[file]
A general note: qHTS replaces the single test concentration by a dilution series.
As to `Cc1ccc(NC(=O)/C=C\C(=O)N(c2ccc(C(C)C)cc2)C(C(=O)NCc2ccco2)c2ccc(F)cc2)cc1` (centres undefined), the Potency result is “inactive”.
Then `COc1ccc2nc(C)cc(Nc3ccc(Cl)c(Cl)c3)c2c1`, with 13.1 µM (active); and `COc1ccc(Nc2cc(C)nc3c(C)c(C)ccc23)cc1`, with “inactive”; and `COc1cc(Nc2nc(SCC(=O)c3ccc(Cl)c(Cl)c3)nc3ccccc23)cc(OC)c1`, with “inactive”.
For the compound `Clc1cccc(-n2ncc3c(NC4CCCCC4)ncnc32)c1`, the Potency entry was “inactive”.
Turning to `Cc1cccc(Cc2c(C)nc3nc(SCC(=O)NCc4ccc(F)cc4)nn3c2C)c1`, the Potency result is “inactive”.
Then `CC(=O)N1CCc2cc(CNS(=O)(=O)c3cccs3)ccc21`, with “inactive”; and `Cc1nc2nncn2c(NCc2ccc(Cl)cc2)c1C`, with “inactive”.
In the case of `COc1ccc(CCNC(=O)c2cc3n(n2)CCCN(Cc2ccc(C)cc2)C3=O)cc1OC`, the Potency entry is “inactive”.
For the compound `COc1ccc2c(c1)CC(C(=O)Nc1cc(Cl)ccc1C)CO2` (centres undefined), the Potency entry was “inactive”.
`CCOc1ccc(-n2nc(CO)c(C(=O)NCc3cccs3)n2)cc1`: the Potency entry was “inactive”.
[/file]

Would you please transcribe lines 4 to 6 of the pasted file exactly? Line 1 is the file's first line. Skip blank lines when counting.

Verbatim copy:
For the compound `Clc1cccc(-n2ncc3c(NC4CCCCC4)ncnc32)c1`, the Potency entry was “inactive”.
Turning to `Cc1cccc(Cc2c(C)nc3nc(SCC(=O)NCc4ccc(F)cc4)nn3c2C)c1`, the Potency result is “inactive”.
Then `CC(=O)N1CCc2cc(CNS(=O)(=O)c3cccs3)ccc21`, with “inactive”; and `Cc1nc2nncn2c(NCc2ccc(Cl)cc2)c1C`, with “inactive”.